An Italian Memento Mori

Nick Nomi

Senior Contributor

An unusual network of lost limbs, dismembered heads, and haunting chapels made from the chalky white bones of thousands of friars exists in Italy. Some are tucked away in the back of grand churches — hidden from view yet always on display — while others are set into labyrinthine tunnels beneath the streets of Rome. But all of them share the same grisly history woven through dark reminders of death, exhibited as a growing number of examples of dark tourism. Though these are not necessarily places of human horror such as Auschwitz or the Killing Fields, no they are more reverent in their nature. They are the heads of saints and the fingers of heretics preserved in gilded reliquaries. They are the bones of unknown friars posed in their robes and worked into morbid arches and grim frescoes below the unwavering floors of ancient churches.

A Saint’s Head In The Basilica Cateriniana San Domenico, Siena

When compared to the staggeringly attractive Duomo di Siena, the Basilica Cateriniana San Domenico looks almost common, more medieval and castle-like, yet pretty as one takes in those familiar green hills and tall emerald-coloured trees that are so quotidian in Tuscany. And the congregate, made up of locals and priests, perhaps because of their faith, or an intense reverence, rarely make it past the bare walls that surround the wooden pews, and so rarely see the atmospheric and ornate chapel in the back of the church. But in that chapel, amongst vivid frescoes and a pretty tiled floor lies one of The Church’s most intensely macabre artefacts: the decapitated head of Saint Catherine of Siena. Her head, still wrapped up in her nun’s wimple is set inside a reliquary and looks out from behind stark metal bars that form the central piece of a shrine. And around her, candles and incense burn just feet from fresh flowers, creating an eerie yet ceremonious atmosphere. And while her thumb is displayed close by within the same chapel in a small circular reliquary topped with a cross, the rest of her body rests beneath the altar of the Basilica of Santa Maria Sopra Minerva — Rome’s only gothic church.

Also in Siena: the Museo Anatomico at the University of Siena, home to a vast collection of skulls and anatomical specimens. 

A Heretic’s Finger In The Science Museum (Museo Galileo), Florence

There seems to be little reason other than “why not” to keep this particular piece of history in Florence’s Museo Galileo. But there, just moments from those scenic banks of the River Arno and the iconic Ponte Vecchio, within the walls of a museum dedicated to the life, times and science of Galileo (and to science in general) rests a small oval, hand-blown glass vase… and inside? Galileo’s middle finger, rampant. Called an heretic in his time, but mercifully vindicated in the 1990’s, one could consider the possibility that the phrase “as in life, so in death”, has been given new meaning here in the Museo Galileo, as Galileo continues to give the middle finger to the church that branded him “heretic” and wrong. And yet much like saintly Catherine of Siena, this bit of him lies venerated for all to see, while the rest of him lies in the arms of Florence’s endlessly breathtaking Santa Croce.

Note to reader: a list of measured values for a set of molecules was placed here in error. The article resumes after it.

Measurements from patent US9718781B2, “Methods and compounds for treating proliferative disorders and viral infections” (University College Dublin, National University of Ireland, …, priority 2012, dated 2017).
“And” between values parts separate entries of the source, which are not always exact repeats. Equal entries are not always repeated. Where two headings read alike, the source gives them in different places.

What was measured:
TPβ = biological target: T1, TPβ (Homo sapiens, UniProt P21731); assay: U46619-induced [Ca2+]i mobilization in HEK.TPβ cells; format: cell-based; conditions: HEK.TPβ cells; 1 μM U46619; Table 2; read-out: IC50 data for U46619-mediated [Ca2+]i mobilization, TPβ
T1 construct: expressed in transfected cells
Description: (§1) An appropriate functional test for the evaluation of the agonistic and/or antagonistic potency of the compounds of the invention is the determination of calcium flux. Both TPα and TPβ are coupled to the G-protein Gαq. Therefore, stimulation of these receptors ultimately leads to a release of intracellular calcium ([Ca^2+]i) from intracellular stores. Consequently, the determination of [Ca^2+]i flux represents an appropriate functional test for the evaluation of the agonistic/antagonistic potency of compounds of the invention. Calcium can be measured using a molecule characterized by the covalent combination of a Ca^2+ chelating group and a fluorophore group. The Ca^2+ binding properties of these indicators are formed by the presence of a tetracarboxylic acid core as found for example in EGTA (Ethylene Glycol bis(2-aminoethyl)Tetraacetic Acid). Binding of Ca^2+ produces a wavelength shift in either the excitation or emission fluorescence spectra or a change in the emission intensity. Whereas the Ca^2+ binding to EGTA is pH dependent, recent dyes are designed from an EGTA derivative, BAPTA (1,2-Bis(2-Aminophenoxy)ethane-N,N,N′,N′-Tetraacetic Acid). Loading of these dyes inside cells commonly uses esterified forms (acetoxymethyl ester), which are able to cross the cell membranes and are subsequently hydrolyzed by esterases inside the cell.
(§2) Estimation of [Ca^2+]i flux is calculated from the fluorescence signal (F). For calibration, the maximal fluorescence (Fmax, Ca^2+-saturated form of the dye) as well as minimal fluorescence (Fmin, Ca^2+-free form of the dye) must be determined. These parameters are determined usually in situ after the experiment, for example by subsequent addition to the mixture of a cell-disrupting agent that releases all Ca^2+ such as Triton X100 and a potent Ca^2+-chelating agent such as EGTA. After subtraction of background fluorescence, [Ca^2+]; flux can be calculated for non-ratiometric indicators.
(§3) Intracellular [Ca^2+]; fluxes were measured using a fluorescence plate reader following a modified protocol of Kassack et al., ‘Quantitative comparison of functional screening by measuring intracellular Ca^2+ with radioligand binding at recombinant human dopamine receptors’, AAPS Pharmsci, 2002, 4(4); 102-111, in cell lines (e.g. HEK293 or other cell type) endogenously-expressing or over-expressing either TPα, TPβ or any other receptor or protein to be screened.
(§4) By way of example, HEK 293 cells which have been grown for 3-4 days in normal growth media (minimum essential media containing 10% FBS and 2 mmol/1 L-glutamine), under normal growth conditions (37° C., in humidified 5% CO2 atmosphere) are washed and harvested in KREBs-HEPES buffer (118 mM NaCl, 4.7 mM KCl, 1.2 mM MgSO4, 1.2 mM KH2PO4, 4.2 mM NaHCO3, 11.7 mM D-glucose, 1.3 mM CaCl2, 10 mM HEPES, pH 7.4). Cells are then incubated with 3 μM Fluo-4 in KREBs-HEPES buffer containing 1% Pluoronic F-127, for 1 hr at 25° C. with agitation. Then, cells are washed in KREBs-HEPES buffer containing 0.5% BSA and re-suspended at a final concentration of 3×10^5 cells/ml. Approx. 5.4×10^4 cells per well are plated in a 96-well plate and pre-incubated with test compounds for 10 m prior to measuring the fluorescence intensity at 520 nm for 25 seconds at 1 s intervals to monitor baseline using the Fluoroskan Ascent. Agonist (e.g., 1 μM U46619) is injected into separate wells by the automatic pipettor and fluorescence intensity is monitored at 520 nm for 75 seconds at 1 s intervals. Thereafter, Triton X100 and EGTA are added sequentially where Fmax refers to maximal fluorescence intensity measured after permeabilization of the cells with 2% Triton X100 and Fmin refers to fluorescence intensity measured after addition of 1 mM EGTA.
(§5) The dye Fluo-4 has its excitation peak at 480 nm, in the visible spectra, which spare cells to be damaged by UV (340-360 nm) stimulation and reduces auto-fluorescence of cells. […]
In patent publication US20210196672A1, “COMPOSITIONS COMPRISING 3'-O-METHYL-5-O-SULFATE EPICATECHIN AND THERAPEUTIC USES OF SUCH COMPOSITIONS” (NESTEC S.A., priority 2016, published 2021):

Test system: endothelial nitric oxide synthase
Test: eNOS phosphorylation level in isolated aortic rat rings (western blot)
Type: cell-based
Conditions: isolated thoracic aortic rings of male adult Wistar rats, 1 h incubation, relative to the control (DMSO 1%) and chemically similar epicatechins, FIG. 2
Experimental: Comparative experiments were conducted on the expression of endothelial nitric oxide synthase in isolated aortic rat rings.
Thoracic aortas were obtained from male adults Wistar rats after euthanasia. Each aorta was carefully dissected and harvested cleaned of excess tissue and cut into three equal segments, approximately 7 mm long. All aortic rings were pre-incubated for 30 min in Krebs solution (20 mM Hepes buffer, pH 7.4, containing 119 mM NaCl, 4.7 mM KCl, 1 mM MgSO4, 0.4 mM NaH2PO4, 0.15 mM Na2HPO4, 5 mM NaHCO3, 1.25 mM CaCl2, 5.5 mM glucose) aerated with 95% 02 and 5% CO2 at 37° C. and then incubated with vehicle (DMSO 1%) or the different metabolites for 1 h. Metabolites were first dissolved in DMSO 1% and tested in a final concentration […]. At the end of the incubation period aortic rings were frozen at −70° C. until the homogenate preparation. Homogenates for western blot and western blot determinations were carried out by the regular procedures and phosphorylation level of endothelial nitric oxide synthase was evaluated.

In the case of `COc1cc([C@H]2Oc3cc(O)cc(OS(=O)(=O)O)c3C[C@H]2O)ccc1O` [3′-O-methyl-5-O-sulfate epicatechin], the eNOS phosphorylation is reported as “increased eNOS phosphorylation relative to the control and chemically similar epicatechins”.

History tells us that the finger was snapped off the hand 95 years after Galileo’s death in 1737, along with two more fingers and a tooth, but wasn’t exhibited in the museum for a couple of hundred years after making its way through various private collections. And intriguingly, the other fragments were lost until they popped up at an auction in 2009, but are now where they belong…. not in Santa Croce, but displayed alongside the middle finger, close to those same instruments — telescopes and associated lenses — that helped to strengthen Galileo’s belief in Copernican heliocentrism, and eventually led to his conviction for heresy.

Also in Florence: the mummified Relic of St. Antoninus in San Marco and the entombed bodies of Michelangelo, Rossini, Machiavelli and Galileo in Santa Croce.

The Capuchin Crypt, Rome

Atop the stately Quirinal Hill in central Rome is the jovial Piazza Barberini and Bernini’s fabulous centrepiece the Triton Fountain. And close by, in stark contrast of the vivid piazza, is the Capuchin Crypt hidden below the church of Santa Maria della Concezione dei Cappuccini. According to officials, the crypt was created, not to be macabre, but to be a reminder of our mortality… a kind of walk-through memento mori with loudspeakers warning against taking photographs.

At the crypts core, it is a series of six small chapels, viewable from a single cold walkway (whose exit is a gift shop selling photos of the crypts…) formed from 3,700 bodies of long-dead Capuchin friars who were buried for thirty years before being exhumed to have their bodies posed or dismantled and used as decor in the Crypt of Skulls, the Crypt of Pelvises, the Crypt of Leg and Thigh Bones and the Crypt of the Three Skeletons. The latter is dark, haunting, but beautiful, with three full skeletons posed in their friar robes amongst various frescoed bones, and another on the ceiling holding a scythe — symbolising death as a person, forever looming over us. There’s a small museum before the crypts that many are tempted to skip, but don’t. It holds several intriguing artefacts, many of which were personal items of the monks, as well as illustrations and some illuminating histories presented by a surprisingly modern collection of touch screen portals.

Also in Rome: the Rome catacombs, like Paris, spread across the city and home to an immeasurable number of interred bodies. And the Vatican Necropolis set deep below the Vatican.

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